Tule Author Q&A: Aimee O’Brian discusses dream homes & male-dominated jobs

New Tule author Aimee O’Brian took some time to talk about her new release, Steal My Heart.

Lexanne’s side job is house sitting mansions. What detail would you include in your own dream house?
As a teen I used to sketch out my dream houses. Inevitably they incorporated many of the same features found in the elaborate homes described in this novel: balconies, porches, conservatories, and stone-step walkways with towering shade trees. I’ll be honest. I absolutely love a big front porch complete with welcome mat, hanging plants and rocking chairs. A staircase that Scarlett O’Hara would envy wouldn’t hurt my feelings either, or a kitchen designed for a chef.  And honestly who can resist—since we’re dreaming—a foyer with a dazzling chandelier. But most of all, I covet a balcony off a master bedroom. I’d decorate it with flowering plants and hide there at the end of every day.  It’d be such a great way to relax—with or without my sexy cat burglar coming to visit.


How much research did you do on the police procedural aspects of this book?
I grew up watching police shows set in Los Angeles with my dad. He grew up in LA County and could tell me which streets filmed belonged to which Southern California cities. We watched everything from reruns of Dragnet and Adam-12, to Police Woman, Cannon, and Columbo. He would’ve loved Bosch, a series currently set in LA. So you’ll find elements in my novel common to television dramas depicting law enforcement: the gruff police captain, the veteran detective, the questionable co-worker. With the focus of the novel being on the sexy interaction between the protagonists, the police procedural details are no more realistic than what you might see on television.

As far as specific research goes, I spent some effort choosing the division where Detective Lexanne Harris would work. The LAPD has a complex system of departments including a Burglary Special Section, but it falls under the Commercial Crimes Division. Since the burglaries in the novel are of personal property, I created a fictional department—the “prestigious Larceny Division.” It sounds real but gives me freedom as an author to structure it how I want.  For Lexanne growing up in Watts and climbing the career ranks to detective, the Larceny Division is huge step up for her.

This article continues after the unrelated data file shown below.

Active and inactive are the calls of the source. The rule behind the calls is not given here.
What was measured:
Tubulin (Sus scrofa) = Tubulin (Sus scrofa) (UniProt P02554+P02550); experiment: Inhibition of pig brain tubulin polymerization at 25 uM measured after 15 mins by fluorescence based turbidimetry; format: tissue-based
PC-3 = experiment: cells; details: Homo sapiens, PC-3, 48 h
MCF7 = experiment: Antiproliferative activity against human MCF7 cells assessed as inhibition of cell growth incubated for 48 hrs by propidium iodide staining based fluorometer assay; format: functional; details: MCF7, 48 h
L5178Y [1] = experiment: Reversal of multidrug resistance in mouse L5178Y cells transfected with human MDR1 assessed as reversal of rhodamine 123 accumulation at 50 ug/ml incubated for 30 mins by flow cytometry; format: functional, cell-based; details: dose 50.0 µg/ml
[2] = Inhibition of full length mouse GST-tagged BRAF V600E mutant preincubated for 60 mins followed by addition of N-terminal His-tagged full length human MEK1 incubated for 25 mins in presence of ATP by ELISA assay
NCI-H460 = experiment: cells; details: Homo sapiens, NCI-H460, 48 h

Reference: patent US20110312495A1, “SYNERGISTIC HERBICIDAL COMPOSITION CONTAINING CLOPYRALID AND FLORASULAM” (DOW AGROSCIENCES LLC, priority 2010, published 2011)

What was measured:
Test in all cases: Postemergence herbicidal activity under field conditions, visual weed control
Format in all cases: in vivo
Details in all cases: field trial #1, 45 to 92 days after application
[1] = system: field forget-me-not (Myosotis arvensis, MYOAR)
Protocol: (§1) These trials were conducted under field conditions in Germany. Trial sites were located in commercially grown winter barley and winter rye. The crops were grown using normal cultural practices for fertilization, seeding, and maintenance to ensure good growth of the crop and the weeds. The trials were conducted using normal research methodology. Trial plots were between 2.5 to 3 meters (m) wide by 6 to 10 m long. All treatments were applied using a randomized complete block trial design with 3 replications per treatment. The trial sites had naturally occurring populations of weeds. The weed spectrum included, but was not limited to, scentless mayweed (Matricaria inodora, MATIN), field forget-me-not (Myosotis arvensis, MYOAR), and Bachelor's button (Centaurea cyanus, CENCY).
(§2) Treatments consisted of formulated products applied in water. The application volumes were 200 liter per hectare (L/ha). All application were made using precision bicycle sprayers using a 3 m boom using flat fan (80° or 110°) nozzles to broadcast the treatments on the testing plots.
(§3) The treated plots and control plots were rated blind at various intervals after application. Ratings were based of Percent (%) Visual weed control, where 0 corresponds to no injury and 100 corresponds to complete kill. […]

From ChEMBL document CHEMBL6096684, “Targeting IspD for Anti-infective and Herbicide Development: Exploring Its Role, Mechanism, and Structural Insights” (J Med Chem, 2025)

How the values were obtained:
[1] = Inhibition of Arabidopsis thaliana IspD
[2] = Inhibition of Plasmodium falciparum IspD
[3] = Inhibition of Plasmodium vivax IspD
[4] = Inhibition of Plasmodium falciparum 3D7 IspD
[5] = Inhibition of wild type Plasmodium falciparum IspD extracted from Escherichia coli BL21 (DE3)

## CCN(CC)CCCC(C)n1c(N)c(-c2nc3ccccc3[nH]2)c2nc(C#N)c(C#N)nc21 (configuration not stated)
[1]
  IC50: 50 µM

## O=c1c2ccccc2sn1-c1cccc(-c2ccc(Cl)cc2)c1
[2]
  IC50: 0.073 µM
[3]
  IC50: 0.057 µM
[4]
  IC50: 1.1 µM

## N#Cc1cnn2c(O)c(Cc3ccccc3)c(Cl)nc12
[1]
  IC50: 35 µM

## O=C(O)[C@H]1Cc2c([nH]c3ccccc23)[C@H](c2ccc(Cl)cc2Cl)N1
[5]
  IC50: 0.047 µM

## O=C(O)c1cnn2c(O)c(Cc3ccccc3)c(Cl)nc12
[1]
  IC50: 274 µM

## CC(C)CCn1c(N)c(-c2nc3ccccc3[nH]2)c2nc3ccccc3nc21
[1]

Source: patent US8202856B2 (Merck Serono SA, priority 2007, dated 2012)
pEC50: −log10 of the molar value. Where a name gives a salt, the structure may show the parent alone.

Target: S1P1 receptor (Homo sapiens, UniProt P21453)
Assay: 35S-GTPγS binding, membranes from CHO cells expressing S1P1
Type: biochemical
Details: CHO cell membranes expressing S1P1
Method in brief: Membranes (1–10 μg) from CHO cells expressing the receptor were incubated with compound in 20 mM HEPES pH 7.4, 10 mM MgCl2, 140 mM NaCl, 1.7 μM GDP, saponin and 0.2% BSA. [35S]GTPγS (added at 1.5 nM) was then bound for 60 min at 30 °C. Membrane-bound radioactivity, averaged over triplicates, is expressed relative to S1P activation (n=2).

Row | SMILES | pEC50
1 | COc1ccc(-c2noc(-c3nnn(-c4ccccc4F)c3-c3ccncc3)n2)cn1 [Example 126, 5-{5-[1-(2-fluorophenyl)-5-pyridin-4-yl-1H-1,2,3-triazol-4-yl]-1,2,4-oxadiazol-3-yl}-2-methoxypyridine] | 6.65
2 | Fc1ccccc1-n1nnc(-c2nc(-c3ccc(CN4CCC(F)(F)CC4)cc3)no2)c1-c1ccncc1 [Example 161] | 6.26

Lexanne’s friend Cassidy is a smart and funny secondary character. Did you base her off of anyone in particular?
Lexanne needed a friend with woodworking skills to help bail her out of the mess she’d created, a friend outside her work and one with a common history.  Hence Cassidy is in an occupation commonly dominated by men just as Lexanne is. Overall, she’s a completely fictional character. But I’ve known many women who worked in traditionally male roles, and it didn’t make them any less feminine. Like Cassidy, they enjoyed girly accessories and clothing. As to her being smart and funny, well, most of my own girlfriends are clever and possess fabulous senses of humor.  I wanted the same for Lexanne.


What was Lexanne’s favorite course at the police academy?
Lexanne was an excellent student. While she paid particular attention to Crimes in Progress and Unusual Occurrences, her overall favorite course was Self-Defense. She thrived in being strong and capable, reveling in being able to best her male opponents when her training was equal to theirs.


What are you currently reading?
I’m reading The Locksmith’s Daughter by Karen Brooks.

I’ll freely admit that I read romance almost exclusively, but I was wandering my local bookstore and came across this book in the historical fiction section. After reading the back cover copy and the first page, it joined the stack of books already in my arms which included books by Maisey Yates, Robyn Carr and Ella Quinn.

I’m about halfway through it now, and it’s captivatingly dark. It features a woman doing traditionally unwomanly activities during the Elizabethan era. Who can resist a story set in 1581 about a woman with superlative lock-picking skills? I certainly can’t.

About the Author

Having lived in both California and Texas, Aimee O’Brian now resides in the beautiful wine country. With her three children grown and experiencing their own adventures, she and her husband are free to explore the world. When she’s not reading, writing, or planting even more perennials in her garden, she can be found stomping through ancient ruins and getting lost in museums.


  1. This was such a fun book to read. I think Cassidy needs her own story. I really enjoyed this post. I feel I know Lexanne and you a bit better now.

  2. You book is in my tbr pile. I’m glad to see I wasn’t the only one who sketched out dream houses in my teens. Thanks for sharing.

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